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01.06.2017 | Halya Coynash

Kremlin muffles question to Macron & Putin about jailed Ukrainian journalist

Roman Sushchenko, RIA Novosti, Putin & Macron, Kremlin.ru
   

The Kremlin’s transcript of questions put to the Presidents of France and Russia at their joint May 30 press conference and their answers omit any mention of imprisoned Ukrainian journalist Roman Sushchenko, although the question specifically asked whether his case had been discussed.  Human rights are also given a wide berth although they were also certainly raised at question-time.   

French President Emmanuel Macron reserved his refreshingly blunt words for the non-journalist activities of the Kremlin-funded Russia Today and Sputnik.  While not ducking the human rights questions raised, he was not prepared to be specific about which particular cases were discussed, saying that revealing this would not help to achieve progress on them.

For Sushchenko’s wife and 9-year-old son, as well as the families of other Ukrainian political prisoners, neither Macron’s words, nor Russian President Vladimir Putin’s silence, will have brought much hope.  Putin’s press secretary Dmitry Peskov had promised that Putin would give a “comprehensive answer” if asked about Ukrainian prisoners and now claims the subject was never raised.  

In fact, with respect to Sushchenko, Ukrainian filmmaker Oleg Sentsov or any of the 44 Ukrainians whom Russia is holding illegally in Russia or occupied Crimea, it is not enough to merely raise the subject.  Putin has on numerous occasions repeated the same lies, for example, denying the political nature of the ‘trial’ and sentences against Sentsov and civic activist Oleksandr Kolchenko. 

What is vital is for real pressure to be brought to bear.

The case of Roman Sushchenko was the most obvious place to start since the 47-year-old journalist had been working as Paris correspondent for the Ukrainian Ukrinform news agency for six years when seized by FSB officers shortly after arriving in Moscow on September 30, 2016 and held incommunicado for two days.

On Oct 3, the FSB claimed that the Ukrainian journalist is a colonel in Ukraine’s Military Intelligence, who had been gathering secret information about the activities of the Russian army and forces of the National Guard.  The FSB asserted that the information, if leaked abroad, could have caused damage to the state’s defence capacity.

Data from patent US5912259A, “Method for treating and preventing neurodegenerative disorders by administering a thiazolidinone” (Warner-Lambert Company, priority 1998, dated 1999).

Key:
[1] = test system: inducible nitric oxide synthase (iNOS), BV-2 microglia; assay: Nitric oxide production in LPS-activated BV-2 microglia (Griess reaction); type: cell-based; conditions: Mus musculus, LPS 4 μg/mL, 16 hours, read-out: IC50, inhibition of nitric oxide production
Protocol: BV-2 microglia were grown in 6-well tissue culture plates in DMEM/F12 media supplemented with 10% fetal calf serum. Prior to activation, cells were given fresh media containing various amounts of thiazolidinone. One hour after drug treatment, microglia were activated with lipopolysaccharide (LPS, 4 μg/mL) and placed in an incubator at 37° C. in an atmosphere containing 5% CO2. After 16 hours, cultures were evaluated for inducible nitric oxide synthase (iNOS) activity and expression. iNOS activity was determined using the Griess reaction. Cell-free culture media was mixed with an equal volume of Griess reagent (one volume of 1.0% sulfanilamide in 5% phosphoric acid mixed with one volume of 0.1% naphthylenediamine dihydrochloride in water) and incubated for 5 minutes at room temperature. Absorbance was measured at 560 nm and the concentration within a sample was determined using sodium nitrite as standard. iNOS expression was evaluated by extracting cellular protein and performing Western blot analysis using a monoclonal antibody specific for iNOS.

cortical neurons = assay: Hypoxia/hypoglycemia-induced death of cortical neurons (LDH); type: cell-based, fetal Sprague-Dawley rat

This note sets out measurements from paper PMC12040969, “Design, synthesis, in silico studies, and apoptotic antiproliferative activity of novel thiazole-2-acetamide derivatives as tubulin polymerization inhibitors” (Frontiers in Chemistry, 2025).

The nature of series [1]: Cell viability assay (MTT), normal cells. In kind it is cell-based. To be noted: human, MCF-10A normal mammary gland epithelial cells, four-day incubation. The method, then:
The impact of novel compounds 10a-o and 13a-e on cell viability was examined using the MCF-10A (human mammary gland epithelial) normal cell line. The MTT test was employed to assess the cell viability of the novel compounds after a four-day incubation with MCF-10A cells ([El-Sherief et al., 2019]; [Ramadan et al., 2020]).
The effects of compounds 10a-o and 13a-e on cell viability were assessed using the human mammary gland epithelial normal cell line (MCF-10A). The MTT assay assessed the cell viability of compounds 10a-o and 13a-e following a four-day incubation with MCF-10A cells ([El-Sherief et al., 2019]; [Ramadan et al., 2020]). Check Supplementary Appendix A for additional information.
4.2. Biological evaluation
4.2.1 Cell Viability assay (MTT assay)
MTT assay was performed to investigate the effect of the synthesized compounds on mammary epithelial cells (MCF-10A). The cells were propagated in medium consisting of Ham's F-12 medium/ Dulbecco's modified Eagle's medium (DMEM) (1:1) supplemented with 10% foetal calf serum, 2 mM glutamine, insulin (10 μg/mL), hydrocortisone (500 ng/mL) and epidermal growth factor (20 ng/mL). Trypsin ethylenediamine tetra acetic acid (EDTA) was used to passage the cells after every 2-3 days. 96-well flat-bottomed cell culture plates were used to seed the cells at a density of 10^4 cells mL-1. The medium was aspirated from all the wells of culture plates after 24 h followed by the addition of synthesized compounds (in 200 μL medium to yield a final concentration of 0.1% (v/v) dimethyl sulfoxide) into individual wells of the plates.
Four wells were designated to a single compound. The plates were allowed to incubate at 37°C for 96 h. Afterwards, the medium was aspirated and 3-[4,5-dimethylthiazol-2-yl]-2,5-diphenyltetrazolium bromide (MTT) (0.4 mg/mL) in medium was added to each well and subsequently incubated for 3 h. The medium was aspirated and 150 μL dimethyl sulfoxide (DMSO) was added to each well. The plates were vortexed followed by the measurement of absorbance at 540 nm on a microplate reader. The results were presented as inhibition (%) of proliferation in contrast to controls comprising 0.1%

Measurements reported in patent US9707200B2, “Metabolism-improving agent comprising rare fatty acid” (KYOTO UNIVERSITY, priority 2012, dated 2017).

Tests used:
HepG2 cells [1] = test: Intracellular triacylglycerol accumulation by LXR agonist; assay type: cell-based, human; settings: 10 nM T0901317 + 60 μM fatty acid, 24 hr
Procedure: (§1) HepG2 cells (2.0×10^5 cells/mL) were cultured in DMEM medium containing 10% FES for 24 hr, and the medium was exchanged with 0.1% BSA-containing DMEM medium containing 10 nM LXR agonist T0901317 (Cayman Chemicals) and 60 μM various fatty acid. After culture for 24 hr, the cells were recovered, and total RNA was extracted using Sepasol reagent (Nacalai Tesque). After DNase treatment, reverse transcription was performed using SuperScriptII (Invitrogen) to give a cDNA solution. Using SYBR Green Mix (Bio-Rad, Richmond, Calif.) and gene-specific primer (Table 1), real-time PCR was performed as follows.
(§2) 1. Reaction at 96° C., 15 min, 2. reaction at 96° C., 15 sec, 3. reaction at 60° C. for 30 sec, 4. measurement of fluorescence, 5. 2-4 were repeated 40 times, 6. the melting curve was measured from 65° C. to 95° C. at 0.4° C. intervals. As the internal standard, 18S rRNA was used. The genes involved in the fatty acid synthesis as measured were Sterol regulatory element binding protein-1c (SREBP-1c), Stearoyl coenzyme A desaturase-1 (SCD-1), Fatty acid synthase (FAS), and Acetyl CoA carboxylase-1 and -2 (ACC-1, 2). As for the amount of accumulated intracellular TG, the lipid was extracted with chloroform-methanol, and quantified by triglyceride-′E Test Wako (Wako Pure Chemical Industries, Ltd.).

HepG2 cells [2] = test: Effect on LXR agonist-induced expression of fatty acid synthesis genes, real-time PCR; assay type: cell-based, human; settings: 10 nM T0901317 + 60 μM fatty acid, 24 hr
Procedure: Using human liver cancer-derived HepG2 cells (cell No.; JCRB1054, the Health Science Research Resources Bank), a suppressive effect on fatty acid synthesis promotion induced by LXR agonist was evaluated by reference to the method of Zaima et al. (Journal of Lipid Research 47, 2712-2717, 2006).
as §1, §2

Russia’s Foreign Ministry in its turn mentioned the fact that Sushchenko had not had journalist accreditation and had no right to engage in journalist activities. 

Sushchenko was in Moscow on a private visit and staying with relatives.  He remains a journalist, and would be quite possible for him to have learned of information that he thought would be of interest.  This is very far removed from espionage.

In fact, the story may be far more disturbing. As with other Ukrainian political prisoners, Russia has forced Sushchenko’s lawyer Mark Feygin to sign an undercoming not to disclose any details.  He has made it fairly clear that there is nothing to disclose, and believes that a disk which Sushchenko was asked to take back to Paris for another journalist was part of a deliberate set-up by the FSB.  The most distressing part of this is that Sushchenko had agreed to take the disk for a person he has known for 28 years.  Since he was arrested while receiving the disk, the person was almost certainly involved.

Although Russia is holding many Ukrainians prisoner, Sushchenko is the first journalist to have been arrested and on charges of spying in a country which he was not working or living in. 

Reporters without Borders recently demanded that Russia release the journalist, who was described as “a hostage of the conflict between the two countries”  The International Press Institute has also suggested that Sushchenko’s arrest is a politically motivated move to impact the ongoing conflict between Russia and Ukraine.

Moscow has thus far remained implacable, even to an appeal from Sushchenko’s son Maxim.  Angelika Sushchenko has been allowed one visit to see her husband, organized as the result of direct phone calls between Putin and Ukrainian President Petro Poroshenko. 

On the eve of Putin’s visit, relatives of Russia’s Ukrainian political prisoners and civic activists addressed an open appeal to President Macron.  They mentioned just some of the prisoners and spoke of the atmosphere of terror and intimidation which Russia has unleashed in occupied Crimea.

They called on the President to put their demand to Putin that he release all of the Kremlin’s prisoners.  They asked him also to increase the sanctions against Russia for the persecution, illegal imprisonment and torture of dissidents on occupied territory, and expressed the hope that defence of human rights will be a priority of the new presidency.

 

 

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